Trump considers pushing for special prosecutor in Hunter Biden investigation

President Trump and outgoing Atty. Gen. William Barr at Andrews Air Force Base, Md.
President Trump and outgoing Atty. Gen. William Barr at Andrews Air Force Base, Md., in September.
(Evan Vucci / Associated Press)

President Trump is considering pushing for a special prosecutor to advance a federal tax investigation into the son of President-elect Joe Biden, setting up a potential showdown with incoming acting Atty. Gen. Jeffrey Rosen.

Trump — angry that outgoing Atty. Gen. William Barr didn’t publicly announce the ongoing, two-year investigation into Hunter Biden — has consulted on the matter with White House Chief of Staff Mark Meadows, White House Counsel Pat Cipollone and outside allies.

That’s according to several Trump administration officials and Republicans close to the White House who spoke to the Associated Press on condition of anonymity to discuss private matters.


Beyond appointing a special prosecutor to investigate the younger Biden, the sources said Trump is interested in having another special counsel appointed to look into his own groundless claims of election fraud. But if he is expecting his newly named acting attorney general to go further than Barr on either matter, he could end up quickly disappointed.

Barr said Monday he would resign from his post, effective next week — an announcement that came about a week after Hunter Biden publicly disclosed that he was under an investigation related to his finances. It is generally Justice Department policy not to disclose investigations in progress, although the subjects of those investigations are free to do so.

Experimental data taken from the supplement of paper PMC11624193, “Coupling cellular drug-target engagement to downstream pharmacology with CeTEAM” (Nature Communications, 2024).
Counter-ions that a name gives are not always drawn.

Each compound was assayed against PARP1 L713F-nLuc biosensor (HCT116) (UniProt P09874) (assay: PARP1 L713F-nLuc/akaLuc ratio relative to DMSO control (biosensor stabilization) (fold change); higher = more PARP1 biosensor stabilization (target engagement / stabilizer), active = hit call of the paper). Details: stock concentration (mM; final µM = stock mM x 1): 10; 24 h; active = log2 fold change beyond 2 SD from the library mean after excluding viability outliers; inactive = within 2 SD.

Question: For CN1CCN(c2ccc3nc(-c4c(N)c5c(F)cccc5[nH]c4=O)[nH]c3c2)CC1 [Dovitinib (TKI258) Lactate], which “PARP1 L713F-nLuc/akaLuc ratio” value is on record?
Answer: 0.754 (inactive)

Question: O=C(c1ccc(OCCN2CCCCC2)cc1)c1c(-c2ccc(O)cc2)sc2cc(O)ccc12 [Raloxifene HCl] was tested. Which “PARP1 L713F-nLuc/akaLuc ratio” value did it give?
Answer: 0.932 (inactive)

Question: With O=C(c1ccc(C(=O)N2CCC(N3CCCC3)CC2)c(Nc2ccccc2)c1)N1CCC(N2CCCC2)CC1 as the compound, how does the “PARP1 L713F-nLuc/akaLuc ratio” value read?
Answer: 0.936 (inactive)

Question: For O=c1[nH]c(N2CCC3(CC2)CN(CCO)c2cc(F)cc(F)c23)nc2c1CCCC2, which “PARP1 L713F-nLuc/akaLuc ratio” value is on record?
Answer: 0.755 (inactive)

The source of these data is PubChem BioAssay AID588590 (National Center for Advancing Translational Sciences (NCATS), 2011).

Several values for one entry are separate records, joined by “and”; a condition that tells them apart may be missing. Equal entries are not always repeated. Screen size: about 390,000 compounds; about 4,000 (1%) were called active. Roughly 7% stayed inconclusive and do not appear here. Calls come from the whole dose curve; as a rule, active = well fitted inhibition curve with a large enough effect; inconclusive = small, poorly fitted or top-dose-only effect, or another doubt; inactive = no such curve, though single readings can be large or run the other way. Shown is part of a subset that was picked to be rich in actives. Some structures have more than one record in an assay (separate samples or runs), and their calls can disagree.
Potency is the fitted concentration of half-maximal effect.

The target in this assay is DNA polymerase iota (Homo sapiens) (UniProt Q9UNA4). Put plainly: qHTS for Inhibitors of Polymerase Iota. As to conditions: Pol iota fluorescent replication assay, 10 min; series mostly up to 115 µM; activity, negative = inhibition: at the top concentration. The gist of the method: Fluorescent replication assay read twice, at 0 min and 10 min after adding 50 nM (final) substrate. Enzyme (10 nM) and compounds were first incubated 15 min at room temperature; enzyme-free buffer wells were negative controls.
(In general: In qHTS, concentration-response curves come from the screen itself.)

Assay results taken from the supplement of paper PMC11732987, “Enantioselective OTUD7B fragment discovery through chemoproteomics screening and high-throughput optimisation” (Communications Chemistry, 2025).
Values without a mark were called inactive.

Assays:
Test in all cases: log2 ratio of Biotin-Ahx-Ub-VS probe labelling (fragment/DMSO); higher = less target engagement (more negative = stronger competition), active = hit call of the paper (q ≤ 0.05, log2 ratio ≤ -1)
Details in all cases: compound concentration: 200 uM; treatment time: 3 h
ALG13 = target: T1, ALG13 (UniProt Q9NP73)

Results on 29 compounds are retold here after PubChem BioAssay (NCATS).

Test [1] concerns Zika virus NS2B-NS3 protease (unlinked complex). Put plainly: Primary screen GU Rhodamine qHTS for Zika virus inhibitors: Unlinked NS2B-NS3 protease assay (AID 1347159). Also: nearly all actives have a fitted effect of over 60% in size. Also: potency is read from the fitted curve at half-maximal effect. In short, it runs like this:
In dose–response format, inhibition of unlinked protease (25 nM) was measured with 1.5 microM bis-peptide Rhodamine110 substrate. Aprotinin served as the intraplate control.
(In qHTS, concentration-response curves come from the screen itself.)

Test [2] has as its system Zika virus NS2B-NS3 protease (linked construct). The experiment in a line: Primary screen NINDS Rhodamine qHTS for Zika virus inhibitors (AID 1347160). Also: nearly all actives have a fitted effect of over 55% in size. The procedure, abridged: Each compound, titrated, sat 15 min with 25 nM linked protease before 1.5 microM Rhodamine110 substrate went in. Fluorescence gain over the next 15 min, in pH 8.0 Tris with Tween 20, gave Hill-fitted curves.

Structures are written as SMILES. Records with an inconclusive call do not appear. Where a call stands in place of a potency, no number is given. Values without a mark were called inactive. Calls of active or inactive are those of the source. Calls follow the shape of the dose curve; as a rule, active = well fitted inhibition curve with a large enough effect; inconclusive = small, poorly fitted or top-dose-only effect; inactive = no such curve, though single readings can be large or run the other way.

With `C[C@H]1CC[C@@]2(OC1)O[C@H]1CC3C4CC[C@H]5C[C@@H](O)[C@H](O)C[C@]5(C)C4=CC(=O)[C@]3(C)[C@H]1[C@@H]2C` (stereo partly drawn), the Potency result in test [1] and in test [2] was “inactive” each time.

Rosen, the deputy attorney general, will step into the Justice Department’s top job in an acting role with only a month left of the Trump administration. A longtime litigator, he has served as Barr’s top deputy since May 2019 but largely shies away from the spotlight. He said in a statement Tuesday he was “honored” to serve and “will continue to focus on the implementation of the department’s key priorities.”

One can’t help but wonder: What could Trump have done — other than his tragicomic efforts after the fact — to produce a different election outcome?

Dec. 15, 2020

Trump is still weighing his options, including whether to pressure Rosen to make the special counsel appointment or to replace him with someone more likely to carry out his wishes. He has even asked his team of lawyers, including personal attorney Rudolph W. Giuliani, to look into whether the president has the power to appoint a special prosecutor himself.

A key question will be whether Rosen can stand up to Trump’s pressure — and potentially withering attacks — in the waning weeks of the administration. If not, Rosen could be cast aside in favor of others more willing to do Trump’s bidding.


Believing that a special counsel’s investigation could wound a Biden administration before it even begins, Trump aides have urged the president to push for one, which would make the investigation difficult to stop by the incoming president. No firm decision has been made.